I’m also still part-way through Help Fund My Robot Army. It’s one of those books you can’t read in large chunks. Or at least, I can’t.
Assume review copies unless otherwise stated. Smaller haul than usual, which is a relief to me.
- Phantazein edited by Tehani Wessely (currently reading anthology)
- Skywatcher by Donna Maree Hanson (sequel to Shatterwing)
- The Ark by Annabel Smith (already reviewed)
- Difficult Second Album by Simon Petrie (short story collection with a great title)
- The Falcon Throne by Karen Miller (purchased, start of a new fantasy series)
- Undercity by Catherine Asaro (set in the Skolian Empire world, same characters as a story in Aurora in four Voices)
- Ancillary Sword by Ann Leckie (sequel to Ancillary Justice, already reviewed)
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Ancillary Sword by Ann LeckieAncillary Justice, which won all the awards this year. If you enjoyed the first book, I see no reason why you wouldn’t enjoy the second. Also, be warned that this review contains spoilers for the end of Ancillary Justice as that is what the sequel builds on. The blurb is similarly spoilery.
The Lord of the Radch has given Breq command of the ship Mercy of Kalr and sent her to the only place she would have agreed to go — to Athoek Station, where Lieutenant Awn’s sister works in Horticulture.Much the heavy-lifting with regards to worldbuilding was done in the first book, Ancillary Justice, leaving the reader able to relax and enjoy the world and the story in Ancillary Sword. For me that made Ancillary Sword more enjoyable; I knew how everything worked and was able to just enjoy the character interactions. Another big change is that Breq — more commonly referred to as Fleet Captain now — isn’t telling a story across two time periods as in the first book. The tale here is much more linear and I found that made her and other characters’ development more obvious.
Athoek was annexed some six hundred years ago, and by now everyone is fully civilized — or should be. But everything is not as tranquil as it appears. Old divisions are still troublesome, Athoek Station’s AI is unhappy with the situation, and it looks like the alien Presger might have taken an interest in what’s going on. With no guarantees that interest is benevolent.
Speaking of character development, a new lieutenant was introduced in this book who goes through a very tumultuous arc. I don’t feel like I can really elaborate for spoilery reasons but it was satisfying to watch her change and also the corresponding changes in the relationship between her and Breq.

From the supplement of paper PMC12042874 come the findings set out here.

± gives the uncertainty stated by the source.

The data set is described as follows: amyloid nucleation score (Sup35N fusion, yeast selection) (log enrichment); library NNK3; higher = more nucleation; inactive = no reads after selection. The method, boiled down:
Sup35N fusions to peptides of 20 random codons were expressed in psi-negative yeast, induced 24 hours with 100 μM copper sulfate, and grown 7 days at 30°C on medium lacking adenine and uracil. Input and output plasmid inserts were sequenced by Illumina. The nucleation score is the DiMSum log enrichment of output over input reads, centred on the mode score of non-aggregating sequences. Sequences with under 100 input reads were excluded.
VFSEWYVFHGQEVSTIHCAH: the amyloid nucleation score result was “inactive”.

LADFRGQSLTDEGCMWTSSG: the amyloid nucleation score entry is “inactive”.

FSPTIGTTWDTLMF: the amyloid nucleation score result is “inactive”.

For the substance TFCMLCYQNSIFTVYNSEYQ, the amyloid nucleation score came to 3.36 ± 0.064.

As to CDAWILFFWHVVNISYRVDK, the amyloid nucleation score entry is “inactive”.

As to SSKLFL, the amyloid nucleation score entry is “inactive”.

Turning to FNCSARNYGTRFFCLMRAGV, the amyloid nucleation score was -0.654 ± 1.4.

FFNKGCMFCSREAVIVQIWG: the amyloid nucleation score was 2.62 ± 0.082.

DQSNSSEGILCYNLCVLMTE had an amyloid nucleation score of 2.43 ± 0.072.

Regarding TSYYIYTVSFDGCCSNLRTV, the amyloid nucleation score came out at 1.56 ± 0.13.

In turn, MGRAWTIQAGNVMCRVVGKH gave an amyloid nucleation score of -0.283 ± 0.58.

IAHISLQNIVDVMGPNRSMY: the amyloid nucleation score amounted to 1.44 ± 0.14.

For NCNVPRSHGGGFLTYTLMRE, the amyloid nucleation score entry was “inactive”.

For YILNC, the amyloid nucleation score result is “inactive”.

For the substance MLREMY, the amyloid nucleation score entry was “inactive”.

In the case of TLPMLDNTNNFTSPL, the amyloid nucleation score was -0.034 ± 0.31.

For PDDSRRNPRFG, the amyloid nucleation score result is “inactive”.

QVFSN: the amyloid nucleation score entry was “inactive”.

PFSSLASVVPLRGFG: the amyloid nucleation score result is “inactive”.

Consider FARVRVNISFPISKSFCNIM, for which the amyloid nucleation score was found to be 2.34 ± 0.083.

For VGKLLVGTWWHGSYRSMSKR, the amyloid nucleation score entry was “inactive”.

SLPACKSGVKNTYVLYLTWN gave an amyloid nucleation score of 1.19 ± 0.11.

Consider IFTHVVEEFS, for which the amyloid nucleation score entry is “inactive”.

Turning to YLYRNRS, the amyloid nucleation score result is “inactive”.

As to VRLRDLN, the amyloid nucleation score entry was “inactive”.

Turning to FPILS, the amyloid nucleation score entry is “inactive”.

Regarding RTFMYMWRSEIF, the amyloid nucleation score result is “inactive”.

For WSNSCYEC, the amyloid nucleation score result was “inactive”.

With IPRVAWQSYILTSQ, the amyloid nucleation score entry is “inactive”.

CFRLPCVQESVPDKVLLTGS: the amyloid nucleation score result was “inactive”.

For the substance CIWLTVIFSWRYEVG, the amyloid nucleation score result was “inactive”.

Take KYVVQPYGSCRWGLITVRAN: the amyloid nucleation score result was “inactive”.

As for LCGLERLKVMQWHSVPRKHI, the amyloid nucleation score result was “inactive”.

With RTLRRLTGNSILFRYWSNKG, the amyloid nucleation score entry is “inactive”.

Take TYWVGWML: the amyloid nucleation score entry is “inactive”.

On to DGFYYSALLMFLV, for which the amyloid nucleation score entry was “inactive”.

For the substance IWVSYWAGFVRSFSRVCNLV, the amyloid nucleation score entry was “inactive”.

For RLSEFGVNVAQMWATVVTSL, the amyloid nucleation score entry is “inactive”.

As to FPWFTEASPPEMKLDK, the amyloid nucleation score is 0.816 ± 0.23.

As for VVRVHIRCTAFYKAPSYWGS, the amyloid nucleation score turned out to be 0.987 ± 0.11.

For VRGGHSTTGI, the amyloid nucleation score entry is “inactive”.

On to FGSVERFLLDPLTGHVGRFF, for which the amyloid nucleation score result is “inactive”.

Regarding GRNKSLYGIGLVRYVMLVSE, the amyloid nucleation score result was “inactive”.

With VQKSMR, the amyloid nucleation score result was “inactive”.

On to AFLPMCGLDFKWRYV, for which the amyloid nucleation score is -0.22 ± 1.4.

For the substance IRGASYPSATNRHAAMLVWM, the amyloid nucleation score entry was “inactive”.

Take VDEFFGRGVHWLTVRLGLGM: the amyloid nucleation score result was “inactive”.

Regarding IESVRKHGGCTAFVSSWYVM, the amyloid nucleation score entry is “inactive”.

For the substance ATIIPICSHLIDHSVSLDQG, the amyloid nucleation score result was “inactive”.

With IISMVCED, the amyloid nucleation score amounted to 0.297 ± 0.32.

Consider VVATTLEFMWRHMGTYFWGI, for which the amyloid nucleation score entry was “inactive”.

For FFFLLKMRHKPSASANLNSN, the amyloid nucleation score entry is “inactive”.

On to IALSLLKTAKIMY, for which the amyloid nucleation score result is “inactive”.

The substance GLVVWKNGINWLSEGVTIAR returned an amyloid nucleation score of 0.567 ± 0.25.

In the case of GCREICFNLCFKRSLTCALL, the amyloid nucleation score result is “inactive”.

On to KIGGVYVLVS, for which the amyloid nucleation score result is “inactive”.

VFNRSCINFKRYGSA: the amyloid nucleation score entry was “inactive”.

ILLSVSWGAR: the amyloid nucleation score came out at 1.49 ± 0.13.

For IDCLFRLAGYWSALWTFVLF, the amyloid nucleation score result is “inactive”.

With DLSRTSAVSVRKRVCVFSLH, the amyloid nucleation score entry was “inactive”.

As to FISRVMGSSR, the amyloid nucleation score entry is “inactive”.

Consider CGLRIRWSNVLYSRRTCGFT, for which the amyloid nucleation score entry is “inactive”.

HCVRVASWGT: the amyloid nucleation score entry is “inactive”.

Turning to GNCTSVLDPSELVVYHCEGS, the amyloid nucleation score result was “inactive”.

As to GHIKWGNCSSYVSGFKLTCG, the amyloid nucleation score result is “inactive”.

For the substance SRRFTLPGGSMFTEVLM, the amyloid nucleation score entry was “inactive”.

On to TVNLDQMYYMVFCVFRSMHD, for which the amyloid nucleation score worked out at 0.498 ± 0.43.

Seivarden, who was a very prominent character in the first book is slightly less significant in this one, but I absolutely adored her interactions with Breq. Her shift from something resembling a charity case in the first book to the most experienced lieutenant in the second is satisfying. Her emotional attachment to Breq is sweet and I thought it was cute how she got the soldiers under her command to sing like Justice of Toren's ancillaries used to.
I really enjoyed Ancillary Sword. I found it a cosy, comforting read which delighted me with Breq’s competence. It’s rare to see a protagonist that makes relatively few mistakes still be a compelling read. If you haven’t yet started reading this series, why not? You should definitely give Ancillary Justice a try. If you’ve already read the first book, then absolutely do not hesitate to read the second. I am very much looking forward to the next book, which is unfortunately a while away.
5 / 5 stars
First published: October 2014, Orbit (UK)
Series: Yes. Imperial Radch book 2 of 3?
Format read: ePub
Source: Purchased from Google Play
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Lock In by John ScalziRedshirts, which won a Hugo. Lock In drew my attention because of an excerpt I was able to read before requesting the ARC. And once I started reading it properly, I found it rather difficult to put down. (And it has a very long blurb, but it’s a useful one so I’m not going to trim it.)
Fifteen years from now, a new virus sweeps the globe. 95% of those afflicted experience nothing worse than fever and headaches. Four percent suffer acute meningitis, creating the largest medical crisis in history. And one percent find themselves “locked in”—fully awake and aware, but unable to move or respond to stimulus.The main thrust of the plot of Lock In is Chris the new FBI agent’s first case, which turns out to be more exciting than usual. Chris is a Haden’s sufferer who generally gets around in a threep (robot body), The case is related to Haden’s, which is the focus of the FBI unit Chris is assigned to. There’s murder, explosions and corporate bad guys; it’s an exciting plot. It’s also a plot tied very closely to the worldbuilding, which is where the most interesting stuff is.